Discover the momentous motoring events that took place this week in history ……..
110 years ago this week, the Vanderbilt Cup was won by Harry Grant in an ALCO-6 [1 October 1910]. The race was held at the Long Island Motor Parkway, the first US roadway designed for motor vehicle use. Privately built by William Kissam Vanderbilt with overpasses and bridges to remove intersections, it opened in 1908 as a toll road and closed in 1938 when it was taken over by the state of New York in lieu of back taxes. Parts of the parkway survive today in sections of other roadways and as a bicycle trail in Queens, New York……. 90 years ago this week, the first Czechoslovakian Grand Prix run over the 18 mile Masaryk Circuit at Brno [28 September 1930]. The winning Bugatti T35B was shared by Hermann zu Leiningen and Heinrich-Joachim von Morgen (62.78 mph)…….80 years ago this week, the Pennsylvania Turnpike, America’s first example of a toll superhighway, officially opened for service [1 October 1930]……70 years ago this week, the Kaiser-Frazer Corporation officially introduced the Henry J as a new marque [28 September 1950]. Named after its chairman, Henry J. Kaiser, production of six-cylinder models began in July 1950, and four-cylinder production started shortly after Labor Day, 1950. The car was marketed through 1954. The Henry J was the idea of Henry J. Kaiser, who sought to increase sales of his Kaiser automotive line by adding a car that could be built inexpensively and thus affordable for the average American in the same vein that Henry Ford produced the Model T. The goal was to attract “less affluent buyers who could only afford a used car” and the attempt became a pioneering American compact car. To finance the project, the Kaiser-Frazer Corporation received a federal government loan in 1949. This financing specified various particulars of the vehicle. Kaiser-Frazer would commit to design a vehicle that in its base form retailed (including federal tax and retail delivery preparation charge) for no more than $1,300.00 (US$12,786 in 2016 dollars). It was to seat at least five adults, be capable of going at least 50 miles per hour (80 km/h) for sustained periods of time, and available for retail sale no later than September 30, 1950. To accomplish this, the Henry J was designed to carry the fewest possible components, and built from the fewest number of parts. To save body stamping costs, early Henry Js did not have rear trunk lids; owners had to access the trunk by folding down the rear seat. Another cost-saving measure was to offer the car only as a two-door sedan with fixed rear windows. Also lacking in the basic version were glove compartment, armrests, passenger-side inside sun visor and flow-through ventilation. Power for the Henry J was delivered by a 134.2 cu in (2.2 L) four-cylinder 68 hp (51 kW; 69 PS) engine. Later models were available with a 161 cu in (2.6 L) L-head six-cylinder engine producing 80 hp (60 kW; 81 PS) . The engines were supplied by Willys-Overland; the four-cylinder engine was the same engine used in the CJ-3A series Jeeps, with only slight modifications to component parts; the block and internal components were interchangeable with the CJ-3A engine. The Henry J production provided a substantial revenue source for Willys-Overland. This standard engine could achieve up to 35 mpg-US (6.7 L/100 km; 42 mpg-imp) when driven conservatively. Before the Henry J was released to the market, the first production models were taken to Arkansas and driven over roads that experts computed that each 100 miles (161 km) of the roughest roads would equal 5,000 miles (8,047 km) of normal driving.Kaiser’s effort to boost sales in the low-priced market segment by adding a small car to its product offer came at a time when consumers were demanding big cars. With the acquisition of Willys-Overland’s vehicle operations in early 1953 by the Kaiser Manufacturing Company division of Kaiser-Frazer (the division changed its name at that time to Willys Motors, Incorporated), management decided to discontinue the car at the end of the 1953 model year. Kaiser also leased the Willow Run factory to General Motors (a fire had destroyed its automatic transmission plant in Livonia) and Kaiser’s vehicle assembly was consolidated at Jeep’s Toledo Complex. However, production of the Henry J was not moved from Michigan to the Ohio factory. Instead, the Willys Aero was a similar vehicle that continued to be made in Toledo. Efforts to sell off remaining vehicles resulted in an abbreviated run of Henry J automobiles as 1954 models that used up leftover or incomplete 1953 cars. They can be distinguished from the 1953 version only by their “54” prefix in the serial number……NASCAR promoted a 25-mile, nonpoints race for NASCAR Grand National cars at the 1/4-mile Civic Stadium in Buffalo, New York, US. Won by Bobby Courtwright, the race was the “pilot” event for the upcoming NASCAR Short Track Grand National Circuit [30 September 1950]…… 60 years ago this week, the Ford Econoline series, including van, pickup and station wagon bus, was introduced [29 September 1960]. Though the E-Series has been its own unique platform since 1968, it uses many components from the F-Series line of pickup trucks. The Econoline is manufactured solely at Ford’s Ohio Assembly plant in Avon Lake, Ohio—after the closure of the Lorain, Ohio plant in December 2005 and the consolidation of all production at Avon Lake. As of 2012, the E-Series and the Transit Connect compact MPV (which debuted for the 2010 model year) are the only vans in the Ford lineup in North America. Since 1980, E-Series has been the best selling American full-sized van, and held 79.6% of the full-size van market in the United States in 2007, with 168,722 vehicles sold. Ninety-five percent of van sales are to commercial or fleet-end users; about half are cargo vans. The E-Series cargo area features a double-wall design which leaves the exterior sheet metal less vulnerable to damage from shifting cargo…….. It was announced that the new Rootes car would be called Hillman ‘Imp’ [30 September 1960]. Being a direct competitor to the BMC’s Mini, it used a space-saving rear-engine, rear-wheel-drive layout to allow as much luggage and passenger capacity as possible in both the rear and the front of the car. It used a unique opening rear hatch to allow luggage to be put into the back seat rest.In addition to its 875 cc aluminium engine, it was the first mass-produced British car to have an engine in the back and the first car to use a diaphragm spring clutch. The baulk-ring synchromesh unit for the transaxle compensated for the speeds of gear and shaft before engagement, which the Mini had suffered from during its early production years.It incorporated many design features which were uncommon in cars until the late 1970s such as a folding rear bench seat, automatic choke and gauges for temperature, voltage and oil pressure.This unorthodox small/light car was designed for the Rootes Group by Formula One driver Michael Parkes and Tim Fry. It was manufactured at the purpose-built Linwood plant in Scotland. Along with the Hillman marque was a series of variations including an estate car (Husky), a van and a coupé. The Imp gained a reputation as a successful rally car when Rosemary Smith won the Tulip Rally in 1965. This led the Rootes Group to produce a special rally conversion of the Imp under both the Hillman and Singer marques known as the Imp Rallye. In 1966, Rosemary Smith after winning the Coupe des Dames, was disqualified under a controversial ruling regarding the headlamps of her Imp. The Imp was also successful in touring car racing when Bill McGovern won the British Saloon Car Championship in 1970, 1971 and 1972. Arguably, it was considered advanced for the time with its various innovative features and technical advantages over other cars. But reliability problems harmed its reputation, which led to the Rootes Group being taken over by Chrysler Europe in 1967. The Imp continued production until 1976, selling just under half a million units in 13 years…… 50 years ago this week, Richard Petty took the lead from Benny Parsons in the 89th lap at the North Carolina State Fairgrounds in Raleigh and led the rest of the Home State 200, the final race for NASCAR’s premier series on a dirt track [30 September 1970]. Neil “Soapy” Castles finished second, two laps down, with Bobby Isaac five laps back in third. Parsons, who led 78 of 200 laps, finished 14th in the 23-car field after retiring with engine failure at the half-mile track……The Citroën GS, part of a new wave of forward thinking European saloons that rode on a crest of a wave with cars such as the Alfasud and Fiat 128, was introduced in Paris [1 October 1970]. However, as appealing as the GS was to drive, thanks to its supple suspension and willing air cooled flat-fours that could be thrashed all day long, it was a flawed gem, and failed to sell significantly outside of France………Tony Densham, driving the Ford-powered “Commuter” dragster set a British land speed record at Elvington, Yorkshire, averaging 207.6 mph over the Flying Kilometre course. This broke Campbell’s record set 43 years previously [3 October 1970]…….. Jochem Rindt (28), who tragically died the previous month during practice for the Italian Grand Prix when his Lotus 72 went out of control and hit the Armco barrier head on, was posthumously awarded the World Drivers Championship crown [4 October 1970]…….40 years ago this week, Michael Thackwell became the then youngest Grand Prix driver when he took part in the Canadian Grand Prix, aged 19 years 182 days [28 September 1980]… and on the same day…..Dale Earnhardt led the final 13 laps to Martinsville’s Old Dominion 500, (Virginia, US).an event marred by 17 cautions. Earnhardt averaged less than 70 mph in his fifth career NASCAR Winston Cup Grand National win…….The Rolls Royce Silver Sprite was introduced to replace the Silver Shadow [1 October 1980]. It was the first of a new generation of models for the company and formed the basis for the Flying Spur, Silver Dawn, Touring Limousine, Park Ward and apart from branding differences and a different radiator housing also Bentley for the Mulsanne/Eight series. The Spirit was not entirely new – it continued to use the basic design of the Silver Shadow as well as that motor car’s 6.75 L (6750 cc/411 in³) V8 engine and GM sourced THM 400 3-speed automatic transmission. The Spur / Spirit continued the emphasis toward a high degree of ride quality by utilising the self-leveling suspension from the previous model Silver Shadow, though in this application using a Girling automatic hydraulic ride height control system and gas-charged shock absorbers…..30 years ago this week, Martin Donnelly’s short and promising career was ended when he crashed his Lotus in practice for the Spanish Grand Prix, hitting a guard rail at 140 mph with such force that his car disintegrated and he was hurled onto the track still strapped into his seat [28 September 1990]. One witness said everyone assumed he had been killed. It took three minutes for medical aid to reach him and an hour before he was stable enough to be helicoptered to hospital with serious head injuries and broken legs. During a long recovery he suffered kidney failure and was on dialysis for weeks and for a while it looked as though his right leg might have to be amputated. But he recovered, although he never raced seriously again………Mark Martin won the Tyson Holly Farms 400 at North Wilkesboro Speedway, North Carolina (US) and rookie driver Rob Moroso finishes 21st [30 September 1990]. A few hours after the race, Moroso and another motorist were killed in a highway accident…… on the same day [30 September 1990] the first of three retirements in the last three races of the season by Ayrton Senna allowed rival Alain Prost to win the Spanish Grand Prix, team-mate Nigel Mansell making it a one-two weekend for Ferrari. Senna’s day ended when the radiator on his McLaren was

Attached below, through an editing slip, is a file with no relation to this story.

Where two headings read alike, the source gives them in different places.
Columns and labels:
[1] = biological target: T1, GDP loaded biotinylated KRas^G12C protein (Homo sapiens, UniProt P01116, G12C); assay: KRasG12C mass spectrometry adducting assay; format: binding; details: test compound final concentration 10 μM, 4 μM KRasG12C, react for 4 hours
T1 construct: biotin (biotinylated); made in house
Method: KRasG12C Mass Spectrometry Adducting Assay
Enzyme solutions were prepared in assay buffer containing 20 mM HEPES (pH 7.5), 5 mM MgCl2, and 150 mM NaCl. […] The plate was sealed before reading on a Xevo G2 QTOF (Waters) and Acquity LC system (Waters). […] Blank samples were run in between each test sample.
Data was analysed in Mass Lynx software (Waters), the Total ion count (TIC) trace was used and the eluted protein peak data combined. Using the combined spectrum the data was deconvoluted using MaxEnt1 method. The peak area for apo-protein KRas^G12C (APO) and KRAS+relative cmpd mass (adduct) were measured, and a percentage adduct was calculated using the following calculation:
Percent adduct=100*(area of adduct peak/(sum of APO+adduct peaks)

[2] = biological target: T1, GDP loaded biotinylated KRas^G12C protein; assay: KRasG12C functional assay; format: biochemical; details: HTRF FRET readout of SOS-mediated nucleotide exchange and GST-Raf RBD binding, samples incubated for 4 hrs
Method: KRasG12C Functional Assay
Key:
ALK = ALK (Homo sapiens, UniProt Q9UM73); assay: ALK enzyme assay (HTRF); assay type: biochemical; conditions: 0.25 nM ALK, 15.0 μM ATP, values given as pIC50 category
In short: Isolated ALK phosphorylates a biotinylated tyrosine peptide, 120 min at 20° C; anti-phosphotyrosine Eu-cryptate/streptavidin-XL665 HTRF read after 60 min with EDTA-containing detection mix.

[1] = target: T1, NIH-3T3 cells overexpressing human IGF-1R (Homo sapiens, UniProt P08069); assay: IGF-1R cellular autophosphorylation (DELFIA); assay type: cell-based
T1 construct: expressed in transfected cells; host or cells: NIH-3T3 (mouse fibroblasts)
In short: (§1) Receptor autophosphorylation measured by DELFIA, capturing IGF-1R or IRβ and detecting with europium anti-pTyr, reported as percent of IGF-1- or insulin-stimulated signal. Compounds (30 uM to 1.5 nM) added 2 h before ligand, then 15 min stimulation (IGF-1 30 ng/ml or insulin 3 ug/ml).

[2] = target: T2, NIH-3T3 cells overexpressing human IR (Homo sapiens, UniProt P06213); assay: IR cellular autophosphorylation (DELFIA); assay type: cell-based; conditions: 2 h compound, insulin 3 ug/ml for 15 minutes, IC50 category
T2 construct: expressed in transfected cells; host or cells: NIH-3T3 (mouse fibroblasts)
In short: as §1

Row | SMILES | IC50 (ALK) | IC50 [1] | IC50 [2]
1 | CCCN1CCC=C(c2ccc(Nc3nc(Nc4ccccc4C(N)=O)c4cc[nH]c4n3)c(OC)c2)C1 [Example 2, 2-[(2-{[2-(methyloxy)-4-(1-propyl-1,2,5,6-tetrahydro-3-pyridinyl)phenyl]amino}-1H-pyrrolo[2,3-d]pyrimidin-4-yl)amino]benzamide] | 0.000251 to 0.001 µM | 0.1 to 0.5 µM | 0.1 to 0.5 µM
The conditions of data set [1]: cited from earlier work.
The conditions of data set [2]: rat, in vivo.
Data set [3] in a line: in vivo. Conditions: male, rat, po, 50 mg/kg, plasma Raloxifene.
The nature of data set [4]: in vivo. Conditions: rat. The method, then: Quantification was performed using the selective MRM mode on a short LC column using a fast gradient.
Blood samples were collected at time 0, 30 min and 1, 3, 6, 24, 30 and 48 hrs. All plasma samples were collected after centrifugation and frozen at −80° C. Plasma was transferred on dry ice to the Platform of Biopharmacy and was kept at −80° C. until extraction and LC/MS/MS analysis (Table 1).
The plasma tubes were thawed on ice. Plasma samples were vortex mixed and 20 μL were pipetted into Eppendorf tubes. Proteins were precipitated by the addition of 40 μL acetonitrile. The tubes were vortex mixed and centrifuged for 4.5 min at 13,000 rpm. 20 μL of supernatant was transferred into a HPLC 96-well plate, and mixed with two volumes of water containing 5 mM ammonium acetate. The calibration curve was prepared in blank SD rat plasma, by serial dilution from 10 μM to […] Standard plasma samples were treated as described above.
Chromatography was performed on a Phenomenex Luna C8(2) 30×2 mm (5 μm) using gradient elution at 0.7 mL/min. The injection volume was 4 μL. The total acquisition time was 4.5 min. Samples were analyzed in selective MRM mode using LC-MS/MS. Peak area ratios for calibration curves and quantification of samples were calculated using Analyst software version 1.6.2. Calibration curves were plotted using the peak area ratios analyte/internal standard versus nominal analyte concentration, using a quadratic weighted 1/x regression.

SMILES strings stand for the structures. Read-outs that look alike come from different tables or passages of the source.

punctured by debris from backmarker Yannick Dalmas, allowing Prost to coast home and cut his lead to nine points. The weekend was overshadowed by a serious crash involving Martin Donnolly on the Friday which ended his career……..20 years ago this week, Ferrari introduced a convertible version of the 550 at the Paris Motor Show in 2000 [30 September 2000]. This Barchetta was a true roadster with no real convertible top provided. The factory did provide a soft top, but it was intended only for temporary use as it was cautioned against using the top above 70 mph. A total of 448 Barchettas were produced, four more than initially planned due to concerns of superstition in the Japanese market. The 448 cars were preceded by 10 prototypes numbered P01-P10 on their interior plaques. To an observer the prototypes and production cars are indistinguishable.